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Nuns in the Public Sphere: Aelred of Rievaulx’s De Sanctimoniali de Wattun and the Gendering of Authority

Nuns in the Public Sphere: Aelred of Rievaulx’s De Sanctimoniali de Wattun and the Gendering of Authority

By Elizabeth Freeman

Comitatus: A Journal of Medieval and Renaissance Studies, Vol.27:1 (1996)

Introduction: For there is only one house [Watton] in the diocese of York where canons and lay brethren dwell alongside nuns within the same enclosures, which are particularly spacious; but, as is public knowledge, they live apart with propriety.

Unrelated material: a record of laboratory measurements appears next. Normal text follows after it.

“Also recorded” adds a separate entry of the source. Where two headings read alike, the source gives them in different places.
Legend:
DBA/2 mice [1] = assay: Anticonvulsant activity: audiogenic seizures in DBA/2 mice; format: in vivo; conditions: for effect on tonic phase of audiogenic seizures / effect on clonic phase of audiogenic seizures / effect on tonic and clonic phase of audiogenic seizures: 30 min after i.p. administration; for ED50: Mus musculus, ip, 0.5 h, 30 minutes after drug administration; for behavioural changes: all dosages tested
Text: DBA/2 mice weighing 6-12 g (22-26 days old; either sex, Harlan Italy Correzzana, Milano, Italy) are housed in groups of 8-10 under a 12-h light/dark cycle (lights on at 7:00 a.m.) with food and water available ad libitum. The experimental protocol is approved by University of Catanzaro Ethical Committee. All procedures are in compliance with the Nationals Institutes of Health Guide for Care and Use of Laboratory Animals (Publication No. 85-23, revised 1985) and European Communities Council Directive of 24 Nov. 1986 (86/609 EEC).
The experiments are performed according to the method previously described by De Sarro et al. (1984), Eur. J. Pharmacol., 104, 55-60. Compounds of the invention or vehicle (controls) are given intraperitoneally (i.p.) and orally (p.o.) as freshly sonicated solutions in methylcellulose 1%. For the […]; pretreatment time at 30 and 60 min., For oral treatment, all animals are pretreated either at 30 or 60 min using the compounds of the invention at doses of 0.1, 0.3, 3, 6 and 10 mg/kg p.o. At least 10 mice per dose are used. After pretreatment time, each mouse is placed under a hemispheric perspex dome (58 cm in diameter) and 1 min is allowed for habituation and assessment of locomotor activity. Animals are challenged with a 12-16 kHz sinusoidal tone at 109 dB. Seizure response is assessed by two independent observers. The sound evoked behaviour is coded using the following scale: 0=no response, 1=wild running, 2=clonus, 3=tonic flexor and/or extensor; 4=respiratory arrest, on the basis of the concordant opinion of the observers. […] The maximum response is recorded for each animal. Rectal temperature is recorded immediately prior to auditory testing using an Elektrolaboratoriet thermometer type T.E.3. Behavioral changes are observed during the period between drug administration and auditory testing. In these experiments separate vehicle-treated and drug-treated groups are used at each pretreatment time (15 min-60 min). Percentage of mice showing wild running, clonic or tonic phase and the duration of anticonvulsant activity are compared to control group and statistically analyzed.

The preceding passage appears in a letter from Roger archbishop of York and Hug bishop of Durham to Pope Alexander III, composed in 1166 or 1167. The letter is part of a defense of the Gilbertine order against allegations from some of the order’s lay brethren. Roger and Hugh assert the order’s propriety and deny that the proximity of nuns, lay sisters, canons, and lay brethren within the single monastic establishment at Watton had ever refused in unbefitting behavior or sexual relations.

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